The instruction complained of in this case should not have been given. It contained too much. Had it only stated, "Whoever keeps or maintains a house of ill fame or place for the practice of prostitution or lewdness * * * shall be guilty of keeping a house of ill fame," it would have been correct and sufficient in respect to the charge laid against defendant. However, the fact that the remainder of the instruction should not have been given does not cause the instruction to fall within the scope of the rule stated in the Stanko case. We know in this case the instruction did not mislead the jury, because the verdict is clearly responsive to the charge in the information; of that charge it found him guilty and of no other offense defined in section 57. In so far as the instruction is concerned, the charge and the verdict, when considered together against the background of the balance of the record, furnish ample evidence that the defendant received that fair and impartial trial the law declares every person charged with a crime is entitled to have.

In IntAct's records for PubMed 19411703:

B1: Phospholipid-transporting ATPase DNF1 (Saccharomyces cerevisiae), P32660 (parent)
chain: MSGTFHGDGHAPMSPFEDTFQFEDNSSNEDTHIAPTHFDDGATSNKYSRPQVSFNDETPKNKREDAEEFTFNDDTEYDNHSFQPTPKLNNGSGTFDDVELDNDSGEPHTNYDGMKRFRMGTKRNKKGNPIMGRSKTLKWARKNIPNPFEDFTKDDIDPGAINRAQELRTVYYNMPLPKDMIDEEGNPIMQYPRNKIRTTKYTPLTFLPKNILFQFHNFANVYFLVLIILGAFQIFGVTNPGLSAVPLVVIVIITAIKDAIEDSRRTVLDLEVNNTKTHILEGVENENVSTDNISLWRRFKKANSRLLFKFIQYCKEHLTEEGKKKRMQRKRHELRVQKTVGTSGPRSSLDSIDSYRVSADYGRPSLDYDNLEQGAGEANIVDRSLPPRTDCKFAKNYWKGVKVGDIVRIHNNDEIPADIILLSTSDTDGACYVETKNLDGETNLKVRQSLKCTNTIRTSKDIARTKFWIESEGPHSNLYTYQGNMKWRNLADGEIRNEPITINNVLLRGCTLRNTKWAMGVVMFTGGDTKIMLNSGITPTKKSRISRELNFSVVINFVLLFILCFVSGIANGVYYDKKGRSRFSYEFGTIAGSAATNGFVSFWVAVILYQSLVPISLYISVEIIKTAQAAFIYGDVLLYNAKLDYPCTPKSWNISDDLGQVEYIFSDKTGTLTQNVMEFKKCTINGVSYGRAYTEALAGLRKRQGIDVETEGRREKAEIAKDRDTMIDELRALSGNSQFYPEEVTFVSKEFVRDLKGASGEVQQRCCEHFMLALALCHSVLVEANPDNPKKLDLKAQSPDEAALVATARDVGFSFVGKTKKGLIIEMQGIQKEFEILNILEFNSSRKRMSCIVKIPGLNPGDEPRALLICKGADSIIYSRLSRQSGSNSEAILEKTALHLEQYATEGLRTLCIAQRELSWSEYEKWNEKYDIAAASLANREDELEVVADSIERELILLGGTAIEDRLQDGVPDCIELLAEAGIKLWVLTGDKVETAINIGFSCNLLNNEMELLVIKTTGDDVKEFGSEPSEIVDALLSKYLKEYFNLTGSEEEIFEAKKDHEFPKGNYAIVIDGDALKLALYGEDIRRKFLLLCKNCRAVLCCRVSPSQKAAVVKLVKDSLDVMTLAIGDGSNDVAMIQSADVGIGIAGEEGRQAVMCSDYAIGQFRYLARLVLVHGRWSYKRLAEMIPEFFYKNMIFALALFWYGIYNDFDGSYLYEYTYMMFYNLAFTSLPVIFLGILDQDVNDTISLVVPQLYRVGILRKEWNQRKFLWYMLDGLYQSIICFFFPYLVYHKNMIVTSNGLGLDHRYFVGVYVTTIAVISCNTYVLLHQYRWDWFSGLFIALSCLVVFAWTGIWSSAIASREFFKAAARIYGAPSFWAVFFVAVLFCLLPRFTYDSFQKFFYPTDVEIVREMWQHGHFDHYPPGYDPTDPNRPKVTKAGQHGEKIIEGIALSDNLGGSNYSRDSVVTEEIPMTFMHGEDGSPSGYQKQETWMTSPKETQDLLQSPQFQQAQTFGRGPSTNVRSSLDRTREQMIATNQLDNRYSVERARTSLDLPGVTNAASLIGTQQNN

Further evidence that the instruction did not harm the defendant is found in the admission contained in the briefs that defendant has been tried before on this charge with the questioned instruction given to that jury. The defendant was found guilty of the charge by that jury. In the Appellate Court on the previous appearance, the People confessed error because the jury had not fixed the punishment in its verdict. The record of the last trial is before us and examination of the evidence produced by the People was confined to the proving of the charge in the information and of no other. The defendant is guilty beyond any reasonable doubt. In fact there is no doubt, and he could not obtain a verdict in his favor on another trial except by a gross miscarriage of justice. We will not reverse an obviously correct judgment for the mere purpose of trying to produce a better record. The jury was fully, fairly and accurately instructed on the whole; the harmless error in the instruction complained of does not justify a reversal of the judgment. (People v. Westrup, 372 Ill. 517; People v. Zalapi, 321 Ill. 484.) The judgment of the Appellate Court, Third District, affirming the judgment of the county court of Sangamon County, is affirmed.